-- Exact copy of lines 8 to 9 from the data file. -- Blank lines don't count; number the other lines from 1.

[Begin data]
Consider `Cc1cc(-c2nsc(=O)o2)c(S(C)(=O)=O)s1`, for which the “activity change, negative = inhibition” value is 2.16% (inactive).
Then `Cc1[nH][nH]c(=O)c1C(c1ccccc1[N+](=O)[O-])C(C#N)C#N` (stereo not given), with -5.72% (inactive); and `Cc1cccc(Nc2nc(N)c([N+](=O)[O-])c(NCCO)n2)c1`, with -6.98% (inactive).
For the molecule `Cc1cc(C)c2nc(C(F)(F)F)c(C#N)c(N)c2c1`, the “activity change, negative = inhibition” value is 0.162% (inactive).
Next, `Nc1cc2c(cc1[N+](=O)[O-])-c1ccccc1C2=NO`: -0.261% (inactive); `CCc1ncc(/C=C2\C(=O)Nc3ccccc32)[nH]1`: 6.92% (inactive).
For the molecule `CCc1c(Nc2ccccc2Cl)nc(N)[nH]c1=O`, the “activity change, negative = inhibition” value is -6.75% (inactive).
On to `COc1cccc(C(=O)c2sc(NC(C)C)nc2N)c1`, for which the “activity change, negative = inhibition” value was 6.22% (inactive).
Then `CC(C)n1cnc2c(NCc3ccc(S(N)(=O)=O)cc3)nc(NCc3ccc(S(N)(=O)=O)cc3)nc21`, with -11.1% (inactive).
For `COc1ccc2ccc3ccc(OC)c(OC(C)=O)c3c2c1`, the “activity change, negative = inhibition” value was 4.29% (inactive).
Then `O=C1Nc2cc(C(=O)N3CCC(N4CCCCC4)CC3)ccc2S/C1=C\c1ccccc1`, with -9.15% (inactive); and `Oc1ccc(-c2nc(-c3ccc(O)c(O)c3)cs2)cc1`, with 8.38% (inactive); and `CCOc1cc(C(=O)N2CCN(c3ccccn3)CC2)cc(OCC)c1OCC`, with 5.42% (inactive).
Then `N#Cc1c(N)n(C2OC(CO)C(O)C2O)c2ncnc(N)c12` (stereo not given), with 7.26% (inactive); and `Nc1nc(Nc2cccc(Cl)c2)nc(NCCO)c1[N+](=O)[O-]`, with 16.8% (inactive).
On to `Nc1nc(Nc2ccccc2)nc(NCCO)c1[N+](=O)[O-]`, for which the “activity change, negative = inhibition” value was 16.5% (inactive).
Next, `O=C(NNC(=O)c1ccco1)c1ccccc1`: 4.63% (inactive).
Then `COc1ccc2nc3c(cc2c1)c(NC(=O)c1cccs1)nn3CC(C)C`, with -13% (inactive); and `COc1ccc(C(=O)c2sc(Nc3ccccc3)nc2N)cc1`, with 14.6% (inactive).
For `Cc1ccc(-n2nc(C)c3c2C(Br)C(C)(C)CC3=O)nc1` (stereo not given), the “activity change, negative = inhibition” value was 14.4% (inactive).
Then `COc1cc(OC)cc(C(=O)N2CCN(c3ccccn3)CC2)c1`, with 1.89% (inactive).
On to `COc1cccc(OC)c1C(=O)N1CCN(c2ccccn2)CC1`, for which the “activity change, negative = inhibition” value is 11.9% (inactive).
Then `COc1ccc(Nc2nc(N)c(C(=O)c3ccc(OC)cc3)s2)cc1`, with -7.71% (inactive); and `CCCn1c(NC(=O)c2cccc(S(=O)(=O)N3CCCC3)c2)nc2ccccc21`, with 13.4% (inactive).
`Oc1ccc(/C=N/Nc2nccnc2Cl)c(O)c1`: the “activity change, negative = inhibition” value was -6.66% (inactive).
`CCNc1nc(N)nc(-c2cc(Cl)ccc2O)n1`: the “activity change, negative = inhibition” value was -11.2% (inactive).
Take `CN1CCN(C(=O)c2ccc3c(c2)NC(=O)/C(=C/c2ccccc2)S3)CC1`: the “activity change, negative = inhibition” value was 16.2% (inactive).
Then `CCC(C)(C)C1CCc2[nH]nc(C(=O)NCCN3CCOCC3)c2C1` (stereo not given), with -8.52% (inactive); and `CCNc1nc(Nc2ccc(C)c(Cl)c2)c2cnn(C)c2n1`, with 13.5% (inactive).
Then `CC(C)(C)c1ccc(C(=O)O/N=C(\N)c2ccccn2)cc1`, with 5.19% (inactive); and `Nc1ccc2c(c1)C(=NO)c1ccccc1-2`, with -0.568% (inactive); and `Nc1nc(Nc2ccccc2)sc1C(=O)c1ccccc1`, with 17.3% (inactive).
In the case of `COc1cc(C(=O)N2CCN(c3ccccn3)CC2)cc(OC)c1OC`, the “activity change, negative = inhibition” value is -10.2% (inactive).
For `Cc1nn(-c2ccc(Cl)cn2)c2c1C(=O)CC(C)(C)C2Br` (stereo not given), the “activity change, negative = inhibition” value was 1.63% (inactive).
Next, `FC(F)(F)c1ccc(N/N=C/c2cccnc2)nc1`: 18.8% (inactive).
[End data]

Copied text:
For `COc1ccc2ccc3ccc(OC)c(OC(C)=O)c3c2c1`, the “activity change, negative = inhibition” value was 4.29% (inactive).
Then `O=C1Nc2cc(C(=O)N3CCC(N4CCCCC4)CC3)ccc2S/C1=C\c1ccccc1`, with -9.15% (inactive); and `Oc1ccc(-c2nc(-c3ccc(O)c(O)c3)cs2)cc1`, with 8.38% (inactive); and `CCOc1cc(C(=O)N2CCN(c3ccccn3)CC2)cc(OCC)c1OCC`, with 5.42% (inactive).